The Potato Harvest

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The Potato Harvest
Jean-François Millet - The Potato Harvest - Walters 37115.jpg
ArtistJean-François Millet
MediumOil on canvas
Dimensions54 cm × 65.2 cm (21 in × 25.7 in)
LocationThe Walters Art Museum, Baltimore

The Potato Harvest is a painting by the French artist Jean-François Millet.


Jean-François Millet was raised in the area of France known as the old province of Normandy. He was brought up with hard out-of-door labor. After studying to become a painter, he devoted his art to illustrating peasants farming the land. His subjects were often taken from his surroundings or from memories from his youth.[1]

During the 1850s, Millet began incorporating his subjects into landscapes. The Potato Harvest is one of nine works which drew international acclaim at the Exposition Universelle in 1867.[2]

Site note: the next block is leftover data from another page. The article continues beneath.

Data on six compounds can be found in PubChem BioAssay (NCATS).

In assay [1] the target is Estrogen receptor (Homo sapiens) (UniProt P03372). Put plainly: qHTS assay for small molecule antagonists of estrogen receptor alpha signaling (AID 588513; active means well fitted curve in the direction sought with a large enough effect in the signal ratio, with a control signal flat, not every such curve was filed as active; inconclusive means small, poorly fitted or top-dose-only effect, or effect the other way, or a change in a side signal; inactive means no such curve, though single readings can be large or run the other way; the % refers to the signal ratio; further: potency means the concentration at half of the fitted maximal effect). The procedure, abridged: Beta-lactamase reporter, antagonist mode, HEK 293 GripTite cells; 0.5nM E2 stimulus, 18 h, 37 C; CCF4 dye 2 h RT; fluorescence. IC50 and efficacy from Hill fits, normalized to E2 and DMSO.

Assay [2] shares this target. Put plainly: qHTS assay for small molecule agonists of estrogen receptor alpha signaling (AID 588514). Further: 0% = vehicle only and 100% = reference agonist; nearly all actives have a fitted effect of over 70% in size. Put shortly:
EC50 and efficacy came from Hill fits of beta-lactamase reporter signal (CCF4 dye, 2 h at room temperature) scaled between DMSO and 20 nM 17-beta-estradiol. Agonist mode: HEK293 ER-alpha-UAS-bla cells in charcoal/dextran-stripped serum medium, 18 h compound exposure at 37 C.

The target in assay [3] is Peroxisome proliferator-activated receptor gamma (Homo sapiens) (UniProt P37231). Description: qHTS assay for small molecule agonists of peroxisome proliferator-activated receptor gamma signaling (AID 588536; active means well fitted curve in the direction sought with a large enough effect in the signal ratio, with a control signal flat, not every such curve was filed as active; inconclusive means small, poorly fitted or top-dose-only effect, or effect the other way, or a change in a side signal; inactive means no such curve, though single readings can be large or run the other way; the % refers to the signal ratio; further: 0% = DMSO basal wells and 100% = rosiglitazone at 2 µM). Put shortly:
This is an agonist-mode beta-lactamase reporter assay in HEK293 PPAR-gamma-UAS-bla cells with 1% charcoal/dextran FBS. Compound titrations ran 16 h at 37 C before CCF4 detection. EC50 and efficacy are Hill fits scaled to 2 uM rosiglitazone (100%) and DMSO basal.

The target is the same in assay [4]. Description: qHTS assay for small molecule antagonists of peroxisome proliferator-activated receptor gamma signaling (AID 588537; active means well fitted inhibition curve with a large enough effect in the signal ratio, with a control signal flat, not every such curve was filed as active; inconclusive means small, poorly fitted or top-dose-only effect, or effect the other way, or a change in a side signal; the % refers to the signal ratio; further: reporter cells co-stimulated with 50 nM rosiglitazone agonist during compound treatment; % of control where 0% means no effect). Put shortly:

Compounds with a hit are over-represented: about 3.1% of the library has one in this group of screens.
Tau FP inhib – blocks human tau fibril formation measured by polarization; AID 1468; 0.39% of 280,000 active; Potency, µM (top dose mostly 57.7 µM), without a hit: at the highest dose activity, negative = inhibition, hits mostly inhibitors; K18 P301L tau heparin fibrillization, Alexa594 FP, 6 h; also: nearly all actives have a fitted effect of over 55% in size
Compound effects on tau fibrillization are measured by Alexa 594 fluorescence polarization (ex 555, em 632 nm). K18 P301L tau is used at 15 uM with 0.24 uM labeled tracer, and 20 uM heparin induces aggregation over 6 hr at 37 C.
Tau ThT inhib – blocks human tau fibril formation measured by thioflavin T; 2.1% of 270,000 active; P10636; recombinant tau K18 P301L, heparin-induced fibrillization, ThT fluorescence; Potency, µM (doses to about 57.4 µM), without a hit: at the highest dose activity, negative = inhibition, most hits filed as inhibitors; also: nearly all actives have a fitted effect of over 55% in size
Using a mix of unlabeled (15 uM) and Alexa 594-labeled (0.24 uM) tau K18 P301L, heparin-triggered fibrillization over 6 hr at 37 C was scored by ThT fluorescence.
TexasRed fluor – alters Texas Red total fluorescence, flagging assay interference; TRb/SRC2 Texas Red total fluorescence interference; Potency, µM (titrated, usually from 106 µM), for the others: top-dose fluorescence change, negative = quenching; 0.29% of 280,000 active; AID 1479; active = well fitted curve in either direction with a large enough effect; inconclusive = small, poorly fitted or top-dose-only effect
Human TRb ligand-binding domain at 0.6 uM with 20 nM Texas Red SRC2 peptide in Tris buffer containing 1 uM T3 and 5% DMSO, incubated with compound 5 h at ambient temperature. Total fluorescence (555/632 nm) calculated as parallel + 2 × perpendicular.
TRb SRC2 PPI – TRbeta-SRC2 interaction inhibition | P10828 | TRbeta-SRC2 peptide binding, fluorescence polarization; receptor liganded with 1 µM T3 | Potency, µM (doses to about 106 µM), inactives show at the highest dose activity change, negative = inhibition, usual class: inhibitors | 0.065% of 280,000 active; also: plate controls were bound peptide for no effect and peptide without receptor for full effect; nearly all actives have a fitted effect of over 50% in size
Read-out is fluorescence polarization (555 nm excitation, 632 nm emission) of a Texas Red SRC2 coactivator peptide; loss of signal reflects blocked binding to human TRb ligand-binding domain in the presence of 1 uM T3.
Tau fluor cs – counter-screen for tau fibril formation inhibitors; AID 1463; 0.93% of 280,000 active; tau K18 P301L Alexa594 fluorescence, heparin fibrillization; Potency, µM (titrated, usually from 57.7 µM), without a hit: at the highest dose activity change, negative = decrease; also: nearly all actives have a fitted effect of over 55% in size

The Potato Harvest depicts peasants working in the plains between Barbizon and Chailly. It presents a theme representative of the peasants' struggle for survival. Millet's technique for this work incorporated paste-like pigments thickly applied over a coarsely textured canvas.[2]

Off the Wall[edit]

Currently, The Potato Harvest is being featured in Off the Wall, an open-air exhibition on the streets of Baltimore, Maryland. A reproduction of the painting, the original is part of The Walters Art Museum collection, will be on display at Di Pasquales.[3] The National Gallery in London began the concept of bringing art out of doors in 2007 and the Detroit Institute of Art introduced the concept in the U.S.. The Off the Wall reproductions of the Walters' paintings are done on weather-resistant vinyl and include a description of the painting and a QR code for smart phones.[4]


  1. ^ [Estelle, M.H., Jean Francois Millet, Tredition, 2011, pp. 1-2, ISBN 3842434642]
  2. ^ a b [Johnston, W.R., Nineteenth Century Art: From Romanticism to Art Nouveau, The Walters Art Gallery, p.56, ISBN 1857592433]
  3. ^ Walters Art Museum - Off the Wall Archived 2012-11-19 at the Wayback Machine
  4. ^ [Smith, T., Walters Art Museum goes of the wall, The Baltimore Sun, September 11, 2012]